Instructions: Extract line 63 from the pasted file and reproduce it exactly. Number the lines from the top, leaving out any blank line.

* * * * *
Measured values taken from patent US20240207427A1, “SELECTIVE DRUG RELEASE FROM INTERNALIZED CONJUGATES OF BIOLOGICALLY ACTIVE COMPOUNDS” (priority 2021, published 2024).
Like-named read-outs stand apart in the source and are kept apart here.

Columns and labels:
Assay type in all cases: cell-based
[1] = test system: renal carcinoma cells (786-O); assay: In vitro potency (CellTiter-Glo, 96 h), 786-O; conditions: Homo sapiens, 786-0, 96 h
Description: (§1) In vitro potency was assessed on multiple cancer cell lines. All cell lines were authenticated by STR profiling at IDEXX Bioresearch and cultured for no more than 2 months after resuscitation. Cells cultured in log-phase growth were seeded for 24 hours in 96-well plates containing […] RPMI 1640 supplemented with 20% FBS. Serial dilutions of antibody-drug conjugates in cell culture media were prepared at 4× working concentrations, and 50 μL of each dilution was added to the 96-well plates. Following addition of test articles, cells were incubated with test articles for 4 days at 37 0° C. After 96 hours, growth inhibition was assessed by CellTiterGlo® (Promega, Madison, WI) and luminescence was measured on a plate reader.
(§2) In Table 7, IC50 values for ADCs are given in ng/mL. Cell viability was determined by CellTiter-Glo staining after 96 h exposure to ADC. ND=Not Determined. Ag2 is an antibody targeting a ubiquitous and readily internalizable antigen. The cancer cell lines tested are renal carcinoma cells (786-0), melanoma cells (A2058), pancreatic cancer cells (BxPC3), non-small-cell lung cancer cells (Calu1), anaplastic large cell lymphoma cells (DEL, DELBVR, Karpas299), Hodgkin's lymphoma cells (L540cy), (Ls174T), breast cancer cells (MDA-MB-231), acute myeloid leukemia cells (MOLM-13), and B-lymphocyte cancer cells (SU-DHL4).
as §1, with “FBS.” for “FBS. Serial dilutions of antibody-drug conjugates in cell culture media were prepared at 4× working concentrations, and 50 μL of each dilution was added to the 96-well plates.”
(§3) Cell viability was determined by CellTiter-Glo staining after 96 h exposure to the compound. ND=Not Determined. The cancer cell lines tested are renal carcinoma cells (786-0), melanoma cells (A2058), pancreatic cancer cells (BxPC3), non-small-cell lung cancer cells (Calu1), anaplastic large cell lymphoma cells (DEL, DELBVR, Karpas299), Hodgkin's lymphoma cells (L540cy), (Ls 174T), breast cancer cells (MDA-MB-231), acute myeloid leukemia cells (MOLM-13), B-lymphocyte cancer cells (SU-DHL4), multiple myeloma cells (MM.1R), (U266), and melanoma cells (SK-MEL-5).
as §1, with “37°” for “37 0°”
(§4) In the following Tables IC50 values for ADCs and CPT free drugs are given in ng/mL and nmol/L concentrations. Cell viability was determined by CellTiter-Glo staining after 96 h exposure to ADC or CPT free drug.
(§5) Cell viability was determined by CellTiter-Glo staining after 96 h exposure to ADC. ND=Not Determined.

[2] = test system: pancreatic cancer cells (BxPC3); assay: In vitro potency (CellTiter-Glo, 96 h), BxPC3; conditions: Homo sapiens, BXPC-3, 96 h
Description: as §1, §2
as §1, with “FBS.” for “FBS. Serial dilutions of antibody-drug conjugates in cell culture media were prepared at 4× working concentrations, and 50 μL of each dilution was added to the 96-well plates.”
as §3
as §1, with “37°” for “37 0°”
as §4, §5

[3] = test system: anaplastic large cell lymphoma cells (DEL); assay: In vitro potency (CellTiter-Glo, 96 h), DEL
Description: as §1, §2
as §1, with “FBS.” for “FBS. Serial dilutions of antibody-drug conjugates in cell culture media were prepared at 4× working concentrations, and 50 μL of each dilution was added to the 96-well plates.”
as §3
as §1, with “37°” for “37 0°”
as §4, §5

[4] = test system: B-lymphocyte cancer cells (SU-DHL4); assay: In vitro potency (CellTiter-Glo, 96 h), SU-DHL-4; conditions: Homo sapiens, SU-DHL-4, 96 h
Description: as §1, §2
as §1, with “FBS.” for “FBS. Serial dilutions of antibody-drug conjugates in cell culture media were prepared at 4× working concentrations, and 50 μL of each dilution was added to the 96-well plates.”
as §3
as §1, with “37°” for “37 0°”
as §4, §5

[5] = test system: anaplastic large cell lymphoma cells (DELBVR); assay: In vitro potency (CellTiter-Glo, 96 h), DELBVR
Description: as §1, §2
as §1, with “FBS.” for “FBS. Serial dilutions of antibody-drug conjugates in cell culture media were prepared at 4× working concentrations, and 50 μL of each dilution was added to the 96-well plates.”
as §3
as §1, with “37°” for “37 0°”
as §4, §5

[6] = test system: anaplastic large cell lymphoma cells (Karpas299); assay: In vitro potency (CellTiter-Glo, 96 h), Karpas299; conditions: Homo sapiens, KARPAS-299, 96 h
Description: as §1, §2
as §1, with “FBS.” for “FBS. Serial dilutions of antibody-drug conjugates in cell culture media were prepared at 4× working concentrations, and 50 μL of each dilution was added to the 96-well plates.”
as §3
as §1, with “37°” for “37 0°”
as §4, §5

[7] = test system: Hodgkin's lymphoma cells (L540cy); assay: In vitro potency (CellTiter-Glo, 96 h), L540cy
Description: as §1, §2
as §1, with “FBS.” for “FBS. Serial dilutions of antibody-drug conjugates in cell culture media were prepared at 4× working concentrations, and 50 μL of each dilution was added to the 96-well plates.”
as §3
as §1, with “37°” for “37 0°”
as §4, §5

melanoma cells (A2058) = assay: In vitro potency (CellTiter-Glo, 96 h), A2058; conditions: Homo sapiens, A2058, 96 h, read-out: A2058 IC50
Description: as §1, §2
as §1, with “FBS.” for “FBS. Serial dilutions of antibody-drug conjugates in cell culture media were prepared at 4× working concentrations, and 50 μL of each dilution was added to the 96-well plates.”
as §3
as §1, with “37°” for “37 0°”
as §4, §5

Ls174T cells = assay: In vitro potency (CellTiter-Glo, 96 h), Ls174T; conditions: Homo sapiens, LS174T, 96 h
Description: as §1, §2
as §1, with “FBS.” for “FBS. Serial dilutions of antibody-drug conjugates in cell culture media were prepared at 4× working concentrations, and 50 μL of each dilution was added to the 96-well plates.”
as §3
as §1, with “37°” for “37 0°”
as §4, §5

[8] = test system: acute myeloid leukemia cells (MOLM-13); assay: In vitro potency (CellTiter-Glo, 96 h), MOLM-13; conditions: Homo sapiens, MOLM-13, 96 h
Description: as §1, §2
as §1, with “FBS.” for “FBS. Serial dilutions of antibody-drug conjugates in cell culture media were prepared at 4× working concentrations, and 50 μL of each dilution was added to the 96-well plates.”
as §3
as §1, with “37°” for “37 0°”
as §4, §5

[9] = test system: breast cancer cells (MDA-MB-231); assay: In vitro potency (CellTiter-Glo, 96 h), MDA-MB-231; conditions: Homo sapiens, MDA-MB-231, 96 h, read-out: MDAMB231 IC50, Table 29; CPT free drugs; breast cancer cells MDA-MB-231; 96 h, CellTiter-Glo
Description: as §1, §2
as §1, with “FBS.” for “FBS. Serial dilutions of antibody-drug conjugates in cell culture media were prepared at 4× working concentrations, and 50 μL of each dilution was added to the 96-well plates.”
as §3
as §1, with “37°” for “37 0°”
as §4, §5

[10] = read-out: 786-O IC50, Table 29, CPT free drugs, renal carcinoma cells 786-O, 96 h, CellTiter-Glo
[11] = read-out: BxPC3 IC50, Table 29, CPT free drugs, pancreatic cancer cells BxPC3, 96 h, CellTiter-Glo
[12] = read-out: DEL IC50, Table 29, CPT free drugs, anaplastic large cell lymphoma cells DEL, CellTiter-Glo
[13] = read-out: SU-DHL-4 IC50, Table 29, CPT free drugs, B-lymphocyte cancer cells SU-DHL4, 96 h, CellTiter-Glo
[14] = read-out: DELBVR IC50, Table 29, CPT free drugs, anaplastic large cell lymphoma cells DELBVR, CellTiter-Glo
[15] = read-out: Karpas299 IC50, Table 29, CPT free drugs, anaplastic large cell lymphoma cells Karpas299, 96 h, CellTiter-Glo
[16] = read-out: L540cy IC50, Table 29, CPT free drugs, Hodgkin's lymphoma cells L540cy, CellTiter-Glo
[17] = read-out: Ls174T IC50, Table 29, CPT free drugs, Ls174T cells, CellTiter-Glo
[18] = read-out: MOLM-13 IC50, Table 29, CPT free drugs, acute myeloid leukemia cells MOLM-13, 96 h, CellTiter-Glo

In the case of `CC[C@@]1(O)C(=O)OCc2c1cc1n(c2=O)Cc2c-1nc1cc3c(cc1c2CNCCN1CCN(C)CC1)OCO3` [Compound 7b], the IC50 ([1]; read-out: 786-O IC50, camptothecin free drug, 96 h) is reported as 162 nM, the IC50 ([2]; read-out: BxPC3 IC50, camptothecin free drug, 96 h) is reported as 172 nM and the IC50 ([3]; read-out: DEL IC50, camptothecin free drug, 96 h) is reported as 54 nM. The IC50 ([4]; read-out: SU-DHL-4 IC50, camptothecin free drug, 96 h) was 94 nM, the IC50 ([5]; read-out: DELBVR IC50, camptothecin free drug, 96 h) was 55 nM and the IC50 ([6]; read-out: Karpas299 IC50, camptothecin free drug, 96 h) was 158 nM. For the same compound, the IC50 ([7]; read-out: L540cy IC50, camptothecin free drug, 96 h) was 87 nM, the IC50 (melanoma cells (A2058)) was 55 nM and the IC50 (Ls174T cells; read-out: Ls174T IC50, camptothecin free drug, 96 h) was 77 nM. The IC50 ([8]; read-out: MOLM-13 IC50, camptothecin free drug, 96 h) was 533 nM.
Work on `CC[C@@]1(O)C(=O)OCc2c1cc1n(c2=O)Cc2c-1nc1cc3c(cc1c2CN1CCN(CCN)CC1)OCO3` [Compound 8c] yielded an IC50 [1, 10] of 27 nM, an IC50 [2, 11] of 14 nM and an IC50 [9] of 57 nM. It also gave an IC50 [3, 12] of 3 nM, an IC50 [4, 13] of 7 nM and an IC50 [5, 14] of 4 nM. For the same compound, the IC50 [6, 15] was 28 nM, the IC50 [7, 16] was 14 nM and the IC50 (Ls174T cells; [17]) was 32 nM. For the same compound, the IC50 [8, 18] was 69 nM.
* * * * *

as §1, with “FBS.” for “FBS. Serial dilutions of antibody-drug conjugates in cell culture media were prepared at 4× working concentrations, and 50 μL of each dilution was added to the 96-well plates.”